Destination Tonga: Five Students Design Their Own Journey

When linguists head into remote areas to study indigenous languages, they often face steep logistical hurdles: where to stay, what to eat (and what to avoid), how to find local speakers (known to linguists as “language consultants”), and how to reach them, all within a fixed budget and time frame.

At Dartmouth, that kind of planning for a foreign study program (FSP) is usually done by faculty, with support from the Frank J. Guarini Institute for International Education. But last winter, Lindsay Whaley, a professor of classics and linguistics who led an FSP in Auckland, New Zealand, launched an experiment. He added a side trip, to Tonga, and he asked five student travelers—Danielle Kroll ’18, Drusilla Falco ’18, Anissa Gladney ’18, Shirley Gabber ’18, and Emma Rieb ’18—to take full responsibility for preparations. “We wanted them to experience for themselves the challenges of managing a field trip, because in the real world, that’s a crucial part of what linguists have to do,” Whaley says.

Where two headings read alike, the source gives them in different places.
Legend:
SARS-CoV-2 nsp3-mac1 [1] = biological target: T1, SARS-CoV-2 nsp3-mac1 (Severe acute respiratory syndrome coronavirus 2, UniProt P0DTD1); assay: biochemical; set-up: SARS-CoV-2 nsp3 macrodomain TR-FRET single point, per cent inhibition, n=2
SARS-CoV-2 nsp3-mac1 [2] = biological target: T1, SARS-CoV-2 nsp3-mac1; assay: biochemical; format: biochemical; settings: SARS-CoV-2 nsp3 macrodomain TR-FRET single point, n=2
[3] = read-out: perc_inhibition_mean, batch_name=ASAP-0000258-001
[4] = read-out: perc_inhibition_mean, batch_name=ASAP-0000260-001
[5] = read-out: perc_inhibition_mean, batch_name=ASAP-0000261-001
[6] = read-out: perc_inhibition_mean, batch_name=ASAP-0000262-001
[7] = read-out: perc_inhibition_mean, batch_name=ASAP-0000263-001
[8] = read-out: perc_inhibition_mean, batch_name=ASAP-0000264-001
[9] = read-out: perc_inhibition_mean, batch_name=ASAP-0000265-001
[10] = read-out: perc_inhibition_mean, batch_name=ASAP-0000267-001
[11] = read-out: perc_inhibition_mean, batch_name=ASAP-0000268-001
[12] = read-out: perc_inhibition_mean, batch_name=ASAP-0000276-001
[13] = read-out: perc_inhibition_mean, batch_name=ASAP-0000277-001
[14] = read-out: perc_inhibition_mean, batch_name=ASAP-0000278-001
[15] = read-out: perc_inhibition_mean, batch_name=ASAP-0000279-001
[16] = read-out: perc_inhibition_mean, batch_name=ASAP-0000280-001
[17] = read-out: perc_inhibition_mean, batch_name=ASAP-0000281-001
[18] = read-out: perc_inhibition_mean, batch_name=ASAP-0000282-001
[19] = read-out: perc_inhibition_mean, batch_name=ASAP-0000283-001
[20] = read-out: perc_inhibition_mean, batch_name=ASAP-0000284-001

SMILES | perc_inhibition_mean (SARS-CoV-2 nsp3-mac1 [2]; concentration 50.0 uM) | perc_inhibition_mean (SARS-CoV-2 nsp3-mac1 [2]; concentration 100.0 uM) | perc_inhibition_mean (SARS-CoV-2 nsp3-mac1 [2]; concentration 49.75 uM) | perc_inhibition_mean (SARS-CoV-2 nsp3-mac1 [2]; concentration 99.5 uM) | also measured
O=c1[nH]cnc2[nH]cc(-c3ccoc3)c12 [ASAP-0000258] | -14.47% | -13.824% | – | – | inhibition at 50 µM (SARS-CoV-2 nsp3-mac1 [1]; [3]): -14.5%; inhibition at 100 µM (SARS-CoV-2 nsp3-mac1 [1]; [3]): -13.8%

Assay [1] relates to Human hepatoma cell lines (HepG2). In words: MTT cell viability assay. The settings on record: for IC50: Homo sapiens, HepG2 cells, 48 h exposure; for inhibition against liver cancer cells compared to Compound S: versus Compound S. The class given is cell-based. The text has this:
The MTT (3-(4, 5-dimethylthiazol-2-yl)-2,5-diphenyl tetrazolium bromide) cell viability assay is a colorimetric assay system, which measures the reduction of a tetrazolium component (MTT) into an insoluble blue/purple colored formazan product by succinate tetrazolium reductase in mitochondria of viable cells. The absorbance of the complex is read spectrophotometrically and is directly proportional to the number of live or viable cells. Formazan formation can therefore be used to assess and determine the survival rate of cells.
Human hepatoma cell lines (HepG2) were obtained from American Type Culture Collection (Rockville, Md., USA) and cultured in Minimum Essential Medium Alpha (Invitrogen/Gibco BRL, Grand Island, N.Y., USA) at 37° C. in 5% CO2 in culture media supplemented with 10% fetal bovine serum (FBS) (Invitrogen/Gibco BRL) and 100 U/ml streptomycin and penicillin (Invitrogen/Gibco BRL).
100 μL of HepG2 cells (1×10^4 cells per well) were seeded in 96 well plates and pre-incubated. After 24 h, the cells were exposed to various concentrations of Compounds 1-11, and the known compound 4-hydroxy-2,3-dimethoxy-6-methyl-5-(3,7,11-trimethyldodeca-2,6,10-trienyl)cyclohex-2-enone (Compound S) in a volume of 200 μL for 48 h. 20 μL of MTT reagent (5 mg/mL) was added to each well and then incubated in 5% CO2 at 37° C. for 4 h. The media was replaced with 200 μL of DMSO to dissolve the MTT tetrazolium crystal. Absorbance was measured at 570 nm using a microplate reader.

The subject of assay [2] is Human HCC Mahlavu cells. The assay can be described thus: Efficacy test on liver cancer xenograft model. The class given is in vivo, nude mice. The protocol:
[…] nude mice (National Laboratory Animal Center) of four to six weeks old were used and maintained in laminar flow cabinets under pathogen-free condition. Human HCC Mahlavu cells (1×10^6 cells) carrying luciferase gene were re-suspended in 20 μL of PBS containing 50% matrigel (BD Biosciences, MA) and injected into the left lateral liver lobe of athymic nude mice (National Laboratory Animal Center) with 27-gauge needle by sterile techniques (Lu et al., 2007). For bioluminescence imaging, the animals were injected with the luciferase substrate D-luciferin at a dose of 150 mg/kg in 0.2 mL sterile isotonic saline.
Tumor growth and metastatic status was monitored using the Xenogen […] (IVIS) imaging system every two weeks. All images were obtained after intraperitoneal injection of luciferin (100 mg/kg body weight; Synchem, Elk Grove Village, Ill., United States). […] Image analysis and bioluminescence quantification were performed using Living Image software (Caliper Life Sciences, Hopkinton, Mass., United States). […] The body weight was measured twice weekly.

Read more of this story here: Dartmouth News